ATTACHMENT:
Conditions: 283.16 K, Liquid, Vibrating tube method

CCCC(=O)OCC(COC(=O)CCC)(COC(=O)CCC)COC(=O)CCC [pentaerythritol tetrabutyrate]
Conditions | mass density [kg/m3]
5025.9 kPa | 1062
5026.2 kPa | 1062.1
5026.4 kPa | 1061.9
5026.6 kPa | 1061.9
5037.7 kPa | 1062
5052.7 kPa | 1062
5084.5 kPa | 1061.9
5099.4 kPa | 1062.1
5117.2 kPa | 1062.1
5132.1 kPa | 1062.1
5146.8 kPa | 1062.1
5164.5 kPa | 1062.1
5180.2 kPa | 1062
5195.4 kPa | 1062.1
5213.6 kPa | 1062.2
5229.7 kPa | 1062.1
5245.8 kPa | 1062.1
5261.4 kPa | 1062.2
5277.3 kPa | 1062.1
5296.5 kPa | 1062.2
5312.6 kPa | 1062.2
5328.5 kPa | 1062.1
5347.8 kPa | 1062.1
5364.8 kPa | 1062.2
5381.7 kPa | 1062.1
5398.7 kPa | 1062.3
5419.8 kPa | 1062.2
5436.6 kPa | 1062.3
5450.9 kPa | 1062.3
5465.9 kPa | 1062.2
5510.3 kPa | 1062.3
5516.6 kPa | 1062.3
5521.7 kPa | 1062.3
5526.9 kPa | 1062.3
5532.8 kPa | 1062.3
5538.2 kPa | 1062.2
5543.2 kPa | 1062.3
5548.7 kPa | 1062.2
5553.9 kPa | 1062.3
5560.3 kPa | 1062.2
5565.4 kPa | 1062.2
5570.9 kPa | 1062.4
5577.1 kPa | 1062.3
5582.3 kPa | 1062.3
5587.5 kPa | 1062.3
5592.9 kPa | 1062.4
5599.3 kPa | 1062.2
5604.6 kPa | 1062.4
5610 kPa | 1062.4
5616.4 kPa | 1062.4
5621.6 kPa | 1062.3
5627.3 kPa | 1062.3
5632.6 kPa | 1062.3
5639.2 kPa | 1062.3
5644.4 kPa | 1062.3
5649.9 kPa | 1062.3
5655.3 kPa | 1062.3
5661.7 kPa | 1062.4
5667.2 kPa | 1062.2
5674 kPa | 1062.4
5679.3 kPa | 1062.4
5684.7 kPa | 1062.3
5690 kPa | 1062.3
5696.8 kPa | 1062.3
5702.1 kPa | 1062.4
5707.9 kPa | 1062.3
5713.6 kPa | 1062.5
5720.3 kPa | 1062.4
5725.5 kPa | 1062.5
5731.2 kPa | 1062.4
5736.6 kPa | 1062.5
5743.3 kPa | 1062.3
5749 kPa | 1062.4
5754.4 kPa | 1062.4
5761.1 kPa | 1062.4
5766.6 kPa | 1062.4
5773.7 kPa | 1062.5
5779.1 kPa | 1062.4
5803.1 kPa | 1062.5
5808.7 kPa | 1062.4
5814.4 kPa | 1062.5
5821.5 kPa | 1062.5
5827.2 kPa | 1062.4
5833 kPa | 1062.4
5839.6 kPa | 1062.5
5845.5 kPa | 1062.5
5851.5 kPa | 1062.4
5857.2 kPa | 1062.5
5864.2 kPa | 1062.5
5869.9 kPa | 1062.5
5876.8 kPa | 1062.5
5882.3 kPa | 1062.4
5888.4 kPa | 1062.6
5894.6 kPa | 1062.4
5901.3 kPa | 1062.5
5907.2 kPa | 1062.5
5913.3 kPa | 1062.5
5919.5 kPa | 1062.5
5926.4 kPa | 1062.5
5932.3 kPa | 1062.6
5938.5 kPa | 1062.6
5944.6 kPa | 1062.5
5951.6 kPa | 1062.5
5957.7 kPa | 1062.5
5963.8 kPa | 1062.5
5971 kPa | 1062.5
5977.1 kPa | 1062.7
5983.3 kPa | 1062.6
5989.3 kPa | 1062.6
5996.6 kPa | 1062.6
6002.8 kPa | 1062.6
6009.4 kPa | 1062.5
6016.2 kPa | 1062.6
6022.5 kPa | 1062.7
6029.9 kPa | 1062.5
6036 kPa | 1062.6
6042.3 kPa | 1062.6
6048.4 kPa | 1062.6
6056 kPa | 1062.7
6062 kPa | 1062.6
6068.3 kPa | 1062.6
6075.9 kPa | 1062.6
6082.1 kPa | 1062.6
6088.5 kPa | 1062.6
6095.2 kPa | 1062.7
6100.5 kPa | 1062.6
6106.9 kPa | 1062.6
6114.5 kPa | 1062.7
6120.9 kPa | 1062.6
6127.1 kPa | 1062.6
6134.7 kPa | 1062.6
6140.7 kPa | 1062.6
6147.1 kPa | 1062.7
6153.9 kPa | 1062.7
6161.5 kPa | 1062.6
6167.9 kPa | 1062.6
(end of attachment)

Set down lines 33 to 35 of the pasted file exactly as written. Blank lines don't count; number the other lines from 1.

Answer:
5465.9 kPa | 1062.2
5510.3 kPa | 1062.3
5516.6 kPa | 1062.3